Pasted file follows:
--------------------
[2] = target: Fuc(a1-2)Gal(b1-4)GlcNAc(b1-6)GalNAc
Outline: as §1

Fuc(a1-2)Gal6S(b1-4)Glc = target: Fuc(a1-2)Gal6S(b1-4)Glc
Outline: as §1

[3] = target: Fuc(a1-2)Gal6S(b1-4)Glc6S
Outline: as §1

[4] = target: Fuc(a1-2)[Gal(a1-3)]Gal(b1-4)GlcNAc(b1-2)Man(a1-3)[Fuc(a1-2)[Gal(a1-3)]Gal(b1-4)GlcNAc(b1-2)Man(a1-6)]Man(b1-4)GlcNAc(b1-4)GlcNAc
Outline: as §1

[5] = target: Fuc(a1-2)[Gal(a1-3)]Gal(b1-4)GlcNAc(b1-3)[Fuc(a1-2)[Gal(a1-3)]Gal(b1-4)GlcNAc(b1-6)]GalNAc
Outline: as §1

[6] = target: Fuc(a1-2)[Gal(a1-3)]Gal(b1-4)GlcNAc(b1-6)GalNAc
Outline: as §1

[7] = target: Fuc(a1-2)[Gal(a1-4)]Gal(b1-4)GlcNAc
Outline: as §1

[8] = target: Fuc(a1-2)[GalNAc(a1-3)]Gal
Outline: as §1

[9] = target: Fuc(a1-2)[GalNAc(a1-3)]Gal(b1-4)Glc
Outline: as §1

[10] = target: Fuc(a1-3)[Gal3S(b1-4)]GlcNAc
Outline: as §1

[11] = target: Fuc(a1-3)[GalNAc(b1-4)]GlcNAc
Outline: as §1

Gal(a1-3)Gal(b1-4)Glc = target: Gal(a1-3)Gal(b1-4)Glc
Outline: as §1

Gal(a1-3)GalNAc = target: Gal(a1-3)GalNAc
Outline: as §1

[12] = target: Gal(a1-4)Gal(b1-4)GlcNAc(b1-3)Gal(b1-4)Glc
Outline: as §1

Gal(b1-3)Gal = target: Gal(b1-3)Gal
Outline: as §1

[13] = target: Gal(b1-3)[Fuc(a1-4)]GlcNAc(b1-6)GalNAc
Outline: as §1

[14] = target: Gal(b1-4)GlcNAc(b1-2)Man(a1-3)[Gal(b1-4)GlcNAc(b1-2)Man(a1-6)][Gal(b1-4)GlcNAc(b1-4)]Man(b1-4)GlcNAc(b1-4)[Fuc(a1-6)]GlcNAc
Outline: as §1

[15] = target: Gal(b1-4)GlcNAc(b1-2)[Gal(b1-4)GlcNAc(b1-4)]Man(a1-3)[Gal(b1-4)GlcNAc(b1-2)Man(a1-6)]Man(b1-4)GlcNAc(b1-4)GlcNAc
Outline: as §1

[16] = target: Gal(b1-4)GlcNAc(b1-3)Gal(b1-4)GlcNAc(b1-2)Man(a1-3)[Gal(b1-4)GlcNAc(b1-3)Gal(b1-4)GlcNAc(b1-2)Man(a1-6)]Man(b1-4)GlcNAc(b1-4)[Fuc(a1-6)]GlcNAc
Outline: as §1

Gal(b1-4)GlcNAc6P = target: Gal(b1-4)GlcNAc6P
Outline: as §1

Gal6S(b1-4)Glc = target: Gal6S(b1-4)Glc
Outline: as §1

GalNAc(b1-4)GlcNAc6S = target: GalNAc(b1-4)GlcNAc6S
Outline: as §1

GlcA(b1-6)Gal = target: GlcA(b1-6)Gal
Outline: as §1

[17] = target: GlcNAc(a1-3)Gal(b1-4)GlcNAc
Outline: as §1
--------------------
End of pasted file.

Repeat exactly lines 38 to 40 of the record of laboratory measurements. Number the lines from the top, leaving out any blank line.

Outline: as §1

Gal(b1-4)GlcNAc6P = target: Gal(b1-4)GlcNAc6P
Outline: as §1